UPDATE 3-Mexico telecoms bill would put pressure on Slim, Televisa
* Reform aims to reduce America Movil's, Televisa's dominance
* America Movil shares down 2.65 pct; Televisa shares down 1.58 pct
* Proposal also introduces new telecom regulator
MEXICO CITY, March 11 (Reuters) - Mexico's government on Monday presented a reform bill that aims to loosen billionaire Carlos Slim's hold on the telecommunications market and curb top broadcaster Televisa's rule of the airwaves, according to a draft copy of the document.
The bill will allow greater investment by foreign companies in Mexico's television and phone markets, which could increase pressure on Slim's America Movil and Emilio Azcarraga's Televisa.
The proposed reform is expected to benefit Latin America's second biggest economy by lowering the prices consumers pay for telephone, internet and television services through greater competition, the government says.
Mexico's peso strengthened to its highest point in 18 months early on Monday with traders saying the currency had benefited from optimism on the country's reform drive.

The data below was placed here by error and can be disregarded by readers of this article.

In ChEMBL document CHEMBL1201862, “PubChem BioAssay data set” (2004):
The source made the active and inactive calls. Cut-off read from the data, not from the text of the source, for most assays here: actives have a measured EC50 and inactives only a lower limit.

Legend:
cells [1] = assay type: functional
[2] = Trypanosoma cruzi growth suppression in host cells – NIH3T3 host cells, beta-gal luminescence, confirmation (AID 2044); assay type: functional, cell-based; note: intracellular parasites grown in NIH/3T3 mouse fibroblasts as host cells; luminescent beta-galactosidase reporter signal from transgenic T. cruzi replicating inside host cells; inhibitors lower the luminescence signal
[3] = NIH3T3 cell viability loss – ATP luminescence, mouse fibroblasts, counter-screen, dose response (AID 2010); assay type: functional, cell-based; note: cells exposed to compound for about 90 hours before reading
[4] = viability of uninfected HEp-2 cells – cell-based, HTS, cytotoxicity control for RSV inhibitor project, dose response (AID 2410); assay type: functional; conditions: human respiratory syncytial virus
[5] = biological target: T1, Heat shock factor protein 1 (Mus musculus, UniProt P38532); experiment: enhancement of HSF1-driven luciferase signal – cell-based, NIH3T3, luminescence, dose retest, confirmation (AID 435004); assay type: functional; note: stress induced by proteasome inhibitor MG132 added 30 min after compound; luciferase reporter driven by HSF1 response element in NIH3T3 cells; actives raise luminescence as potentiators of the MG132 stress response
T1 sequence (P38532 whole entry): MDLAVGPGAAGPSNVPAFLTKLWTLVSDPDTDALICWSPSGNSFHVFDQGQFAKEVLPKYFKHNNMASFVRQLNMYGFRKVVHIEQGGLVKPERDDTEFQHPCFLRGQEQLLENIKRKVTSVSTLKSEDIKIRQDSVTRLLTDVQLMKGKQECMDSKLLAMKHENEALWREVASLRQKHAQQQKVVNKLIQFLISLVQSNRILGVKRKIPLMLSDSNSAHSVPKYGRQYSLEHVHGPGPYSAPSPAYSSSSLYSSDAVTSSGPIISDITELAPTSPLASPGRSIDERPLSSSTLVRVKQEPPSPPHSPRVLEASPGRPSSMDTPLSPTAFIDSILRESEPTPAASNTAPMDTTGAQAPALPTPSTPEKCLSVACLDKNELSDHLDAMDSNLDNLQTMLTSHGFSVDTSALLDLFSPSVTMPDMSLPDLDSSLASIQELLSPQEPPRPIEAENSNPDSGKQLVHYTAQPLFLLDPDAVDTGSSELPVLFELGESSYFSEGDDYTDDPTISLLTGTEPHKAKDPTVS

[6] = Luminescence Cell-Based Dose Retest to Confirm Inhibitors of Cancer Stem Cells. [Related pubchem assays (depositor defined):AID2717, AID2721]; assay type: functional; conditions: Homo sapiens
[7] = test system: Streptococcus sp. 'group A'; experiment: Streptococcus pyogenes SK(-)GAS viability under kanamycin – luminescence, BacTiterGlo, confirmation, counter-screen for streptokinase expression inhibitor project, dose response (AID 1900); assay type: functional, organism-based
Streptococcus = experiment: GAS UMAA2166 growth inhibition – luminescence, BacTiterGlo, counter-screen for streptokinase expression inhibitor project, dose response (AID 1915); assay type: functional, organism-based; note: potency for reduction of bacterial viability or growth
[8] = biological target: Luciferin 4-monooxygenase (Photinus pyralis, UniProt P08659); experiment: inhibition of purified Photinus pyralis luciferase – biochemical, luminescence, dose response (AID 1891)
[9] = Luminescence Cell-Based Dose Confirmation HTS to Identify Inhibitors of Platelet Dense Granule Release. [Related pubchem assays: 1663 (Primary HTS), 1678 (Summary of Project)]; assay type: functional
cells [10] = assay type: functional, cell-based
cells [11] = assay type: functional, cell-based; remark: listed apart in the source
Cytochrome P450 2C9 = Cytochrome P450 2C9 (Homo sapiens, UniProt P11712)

The country's benchmark IPC stock index slipped 0.65 percent, dragged down by Slim's America Movil and Televisa, which fell 2.94 percent and 1 percent respectively.
Televisa and a spokesman for Slim declined to comment on the reform before it was presented, saying they did not have details of the plan.
Details of the reform, announced at a press conference in Mexico City, were not immediately available.
Slim controls about 70 percent of Mexico's mobile market and about 80 percent of fixed lines through his America Movil phone company. Televisa, controlled by media tycoon Emilio Azcarraga, has about 60 percent of the broadcast market.
Economists say the tycoons' control of their respective markets has subjected Mexicans to relatively high prices for services and dragged on the country's productivity as a whole.